Communications of the Association for Information Systems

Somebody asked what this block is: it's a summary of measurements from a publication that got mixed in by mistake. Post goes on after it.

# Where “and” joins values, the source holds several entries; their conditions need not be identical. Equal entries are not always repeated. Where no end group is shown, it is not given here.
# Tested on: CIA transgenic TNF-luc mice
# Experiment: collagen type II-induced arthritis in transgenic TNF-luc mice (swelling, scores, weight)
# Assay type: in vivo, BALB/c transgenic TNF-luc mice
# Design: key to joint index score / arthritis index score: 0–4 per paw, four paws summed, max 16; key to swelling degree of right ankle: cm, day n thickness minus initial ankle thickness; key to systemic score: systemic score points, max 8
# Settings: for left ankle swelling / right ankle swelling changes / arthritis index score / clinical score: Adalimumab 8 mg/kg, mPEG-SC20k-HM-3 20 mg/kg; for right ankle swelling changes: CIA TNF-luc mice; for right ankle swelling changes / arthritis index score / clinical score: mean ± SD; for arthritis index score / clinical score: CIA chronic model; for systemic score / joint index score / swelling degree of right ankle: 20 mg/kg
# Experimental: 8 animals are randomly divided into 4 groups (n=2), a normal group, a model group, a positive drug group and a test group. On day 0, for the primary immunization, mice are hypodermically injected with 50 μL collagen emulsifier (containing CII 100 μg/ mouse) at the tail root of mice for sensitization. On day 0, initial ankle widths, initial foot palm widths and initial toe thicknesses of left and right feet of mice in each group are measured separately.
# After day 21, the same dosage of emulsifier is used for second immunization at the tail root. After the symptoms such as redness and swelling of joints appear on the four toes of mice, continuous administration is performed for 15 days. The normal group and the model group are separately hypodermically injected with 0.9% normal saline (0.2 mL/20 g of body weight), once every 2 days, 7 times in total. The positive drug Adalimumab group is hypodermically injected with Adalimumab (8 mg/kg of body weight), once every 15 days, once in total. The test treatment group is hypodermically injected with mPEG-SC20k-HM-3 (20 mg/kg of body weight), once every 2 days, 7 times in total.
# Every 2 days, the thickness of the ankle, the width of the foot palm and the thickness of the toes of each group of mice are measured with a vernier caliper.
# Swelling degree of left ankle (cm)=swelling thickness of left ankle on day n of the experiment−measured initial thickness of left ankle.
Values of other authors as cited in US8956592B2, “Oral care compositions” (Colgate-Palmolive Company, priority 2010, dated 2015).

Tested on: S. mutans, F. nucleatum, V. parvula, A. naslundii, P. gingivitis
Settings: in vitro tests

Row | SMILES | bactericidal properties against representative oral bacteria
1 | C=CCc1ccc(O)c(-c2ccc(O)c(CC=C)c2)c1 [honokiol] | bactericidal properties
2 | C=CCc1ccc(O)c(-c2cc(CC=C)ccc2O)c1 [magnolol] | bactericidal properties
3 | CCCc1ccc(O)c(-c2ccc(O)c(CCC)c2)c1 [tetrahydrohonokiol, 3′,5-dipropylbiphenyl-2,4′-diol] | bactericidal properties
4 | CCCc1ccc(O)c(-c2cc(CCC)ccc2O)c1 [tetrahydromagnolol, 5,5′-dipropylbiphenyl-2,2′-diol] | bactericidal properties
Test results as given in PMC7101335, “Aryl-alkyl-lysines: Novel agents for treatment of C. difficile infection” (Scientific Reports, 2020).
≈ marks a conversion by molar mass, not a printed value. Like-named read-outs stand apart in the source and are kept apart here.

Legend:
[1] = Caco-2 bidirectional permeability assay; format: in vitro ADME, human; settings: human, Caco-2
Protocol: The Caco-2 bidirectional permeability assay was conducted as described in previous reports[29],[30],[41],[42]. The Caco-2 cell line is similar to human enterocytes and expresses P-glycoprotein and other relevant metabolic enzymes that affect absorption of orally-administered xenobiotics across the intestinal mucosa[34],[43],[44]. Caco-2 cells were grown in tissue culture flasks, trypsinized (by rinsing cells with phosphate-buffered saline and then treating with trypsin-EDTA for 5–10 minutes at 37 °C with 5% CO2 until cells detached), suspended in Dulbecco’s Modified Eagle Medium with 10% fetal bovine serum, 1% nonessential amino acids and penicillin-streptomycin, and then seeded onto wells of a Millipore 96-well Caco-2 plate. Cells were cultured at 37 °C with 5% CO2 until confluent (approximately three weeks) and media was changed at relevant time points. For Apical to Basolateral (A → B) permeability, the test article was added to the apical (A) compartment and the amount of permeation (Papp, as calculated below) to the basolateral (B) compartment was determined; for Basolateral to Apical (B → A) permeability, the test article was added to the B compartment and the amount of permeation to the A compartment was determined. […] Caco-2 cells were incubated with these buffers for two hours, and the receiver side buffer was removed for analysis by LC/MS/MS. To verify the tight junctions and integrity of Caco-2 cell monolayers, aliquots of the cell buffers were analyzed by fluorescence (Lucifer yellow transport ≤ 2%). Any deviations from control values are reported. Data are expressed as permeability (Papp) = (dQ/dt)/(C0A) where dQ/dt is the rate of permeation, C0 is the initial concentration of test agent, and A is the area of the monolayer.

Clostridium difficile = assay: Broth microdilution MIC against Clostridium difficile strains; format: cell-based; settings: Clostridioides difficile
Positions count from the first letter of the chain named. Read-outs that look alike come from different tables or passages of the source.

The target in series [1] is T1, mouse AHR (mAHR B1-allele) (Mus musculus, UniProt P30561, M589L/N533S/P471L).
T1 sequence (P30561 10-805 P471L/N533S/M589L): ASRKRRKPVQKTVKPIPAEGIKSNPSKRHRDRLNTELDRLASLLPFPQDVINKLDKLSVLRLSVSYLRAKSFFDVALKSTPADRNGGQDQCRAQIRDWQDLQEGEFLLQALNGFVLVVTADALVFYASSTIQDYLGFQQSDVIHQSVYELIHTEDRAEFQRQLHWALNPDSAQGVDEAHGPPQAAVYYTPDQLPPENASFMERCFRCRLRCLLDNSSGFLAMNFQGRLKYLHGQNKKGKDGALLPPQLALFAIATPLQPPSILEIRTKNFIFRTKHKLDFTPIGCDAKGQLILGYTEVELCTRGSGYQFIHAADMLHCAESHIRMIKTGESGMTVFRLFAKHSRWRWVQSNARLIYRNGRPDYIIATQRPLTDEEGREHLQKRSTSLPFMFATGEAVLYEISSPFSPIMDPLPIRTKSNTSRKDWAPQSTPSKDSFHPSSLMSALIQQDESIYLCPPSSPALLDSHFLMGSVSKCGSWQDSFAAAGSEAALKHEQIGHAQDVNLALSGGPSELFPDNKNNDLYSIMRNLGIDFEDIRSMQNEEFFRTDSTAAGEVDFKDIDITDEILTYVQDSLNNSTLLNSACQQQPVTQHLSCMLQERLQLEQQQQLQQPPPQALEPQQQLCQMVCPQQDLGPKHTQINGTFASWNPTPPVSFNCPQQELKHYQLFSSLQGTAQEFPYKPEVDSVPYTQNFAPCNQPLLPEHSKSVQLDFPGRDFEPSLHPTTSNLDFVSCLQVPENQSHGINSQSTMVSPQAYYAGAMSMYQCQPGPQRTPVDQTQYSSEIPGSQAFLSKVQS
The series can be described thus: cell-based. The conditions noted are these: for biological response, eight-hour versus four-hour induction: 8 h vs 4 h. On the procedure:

Researchers have identified social participation for the elderly as a salient activity that benefits their wellbeing. Along that vein, prior studies have reported that ICT use increases the extent to which the elderly participate socially with one another. However, the literature remains silent on the mechanisms by which ICT use leads to social participation. In this paper, we draw on two prominent IS theories, actor-network theory (ANT) and activity theory (AT), to develop a conceptual framework by incorporating four social participation-oriented factors: ICT use, social participation, social isolation, and loneliness. We used a quantitative approach based on the cross-sectional survey to collect data from 240 elderly people. We analyzed the data using structural equation modeling based on SmartPLS 3.0. We found that the size of the social network constituted the critical factor in the association between ICT use and social participation. The outcome of the model suggests that ICT use does not impact the social participation directly. Rather, social isolation (absence of social network) mediates the relationship between the ICT use and social participation. Additionally, loneliness, one of the commonly observed psychological states in the elderly, weakens the influence of ICT use on social isolation. Our research advances our theoretical understanding about social participation among seniors and helps governments and businesses prepare ICT plans for the elderly appropriately.